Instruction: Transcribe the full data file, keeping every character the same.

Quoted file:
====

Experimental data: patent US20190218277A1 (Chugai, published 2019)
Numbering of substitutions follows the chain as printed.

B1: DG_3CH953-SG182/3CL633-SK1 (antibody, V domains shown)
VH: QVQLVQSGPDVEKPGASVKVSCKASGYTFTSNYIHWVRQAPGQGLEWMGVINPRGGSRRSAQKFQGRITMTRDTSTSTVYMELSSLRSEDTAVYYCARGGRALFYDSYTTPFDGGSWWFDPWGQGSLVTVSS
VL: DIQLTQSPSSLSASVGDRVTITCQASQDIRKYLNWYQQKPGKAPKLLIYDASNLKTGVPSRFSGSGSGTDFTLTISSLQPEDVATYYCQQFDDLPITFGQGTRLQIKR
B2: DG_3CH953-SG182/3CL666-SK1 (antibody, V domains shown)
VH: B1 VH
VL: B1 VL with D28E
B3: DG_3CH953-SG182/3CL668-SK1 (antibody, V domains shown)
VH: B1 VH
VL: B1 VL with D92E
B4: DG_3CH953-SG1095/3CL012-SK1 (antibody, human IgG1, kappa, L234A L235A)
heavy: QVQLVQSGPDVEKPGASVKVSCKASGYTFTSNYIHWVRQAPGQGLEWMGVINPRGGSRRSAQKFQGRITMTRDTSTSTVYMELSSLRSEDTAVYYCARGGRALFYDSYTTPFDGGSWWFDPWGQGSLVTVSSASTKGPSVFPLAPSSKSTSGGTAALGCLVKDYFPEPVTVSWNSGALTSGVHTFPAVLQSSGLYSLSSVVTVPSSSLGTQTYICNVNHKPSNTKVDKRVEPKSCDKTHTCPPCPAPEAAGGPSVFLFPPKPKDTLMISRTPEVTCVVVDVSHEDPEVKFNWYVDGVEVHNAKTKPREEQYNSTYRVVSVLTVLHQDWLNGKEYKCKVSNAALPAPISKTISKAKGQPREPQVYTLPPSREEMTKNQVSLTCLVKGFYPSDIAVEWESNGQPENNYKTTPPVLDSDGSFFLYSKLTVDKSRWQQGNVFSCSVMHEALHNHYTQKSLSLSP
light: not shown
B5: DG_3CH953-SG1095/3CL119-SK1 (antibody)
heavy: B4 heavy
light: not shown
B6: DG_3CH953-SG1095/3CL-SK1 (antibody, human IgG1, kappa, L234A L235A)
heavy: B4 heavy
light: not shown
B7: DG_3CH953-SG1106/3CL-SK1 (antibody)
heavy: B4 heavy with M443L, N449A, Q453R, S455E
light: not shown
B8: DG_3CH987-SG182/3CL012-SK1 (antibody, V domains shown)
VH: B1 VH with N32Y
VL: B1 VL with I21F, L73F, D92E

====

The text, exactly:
Experimental data: patent US20190218277A1 (Chugai, published 2019)
Numbering of substitutions follows the chain as printed.

B1: DG_3CH953-SG182/3CL633-SK1 (antibody, V domains shown)
VH: QVQLVQSGPDVEKPGASVKVSCKASGYTFTSNYIHWVRQAPGQGLEWMGVINPRGGSRRSAQKFQGRITMTRDTSTSTVYMELSSLRSEDTAVYYCARGGRALFYDSYTTPFDGGSWWFDPWGQGSLVTVSS
VL: DIQLTQSPSSLSASVGDRVTITCQASQDIRKYLNWYQQKPGKAPKLLIYDASNLKTGVPSRFSGSGSGTDFTLTISSLQPEDVATYYCQQFDDLPITFGQGTRLQIKR
B2: DG_3CH953-SG182/3CL666-SK1 (antibody, V domains shown)
VH: B1 VH
VL: B1 VL with D28E
B3: DG_3CH953-SG182/3CL668-SK1 (antibody, V domains shown)
VH: B1 VH
VL: B1 VL with D92E
B4: DG_3CH953-SG1095/3CL012-SK1 (antibody, human IgG1, kappa, L234A L235A)
heavy: QVQLVQSGPDVEKPGASVKVSCKASGYTFTSNYIHWVRQAPGQGLEWMGVINPRGGSRRSAQKFQGRITMTRDTSTSTVYMELSSLRSEDTAVYYCARGGRALFYDSYTTPFDGGSWWFDPWGQGSLVTVSSASTKGPSVFPLAPSSKSTSGGTAALGCLVKDYFPEPVTVSWNSGALTSGVHTFPAVLQSSGLYSLSSVVTVPSSSLGTQTYICNVNHKPSNTKVDKRVEPKSCDKTHTCPPCPAPEAAGGPSVFLFPPKPKDTLMISRTPEVTCVVVDVSHEDPEVKFNWYVDGVEVHNAKTKPREEQYNSTYRVVSVLTVLHQDWLNGKEYKCKVSNAALPAPISKTISKAKGQPREPQVYTLPPSREEMTKNQVSLTCLVKGFYPSDIAVEWESNGQPENNYKTTPPVLDSDGSFFLYSKLTVDKSRWQQGNVFSCSVMHEALHNHYTQKSLSLSP
light: not shown
B5: DG_3CH953-SG1095/3CL119-SK1 (antibody)
heavy: B4 heavy
light: not shown
B6: DG_3CH953-SG1095/3CL-SK1 (antibody, human IgG1, kappa, L234A L235A)
heavy: B4 heavy
light: not shown
B7: DG_3CH953-SG1106/3CL-SK1 (antibody)
heavy: B4 heavy with M443L, N449A, Q453R, S455E
light: not shown
B8: DG_3CH987-SG182/3CL012-SK1 (antibody, V domains shown)
VH: B1 VH with N32Y
VL: B1 VL with I21F, L73F, D92E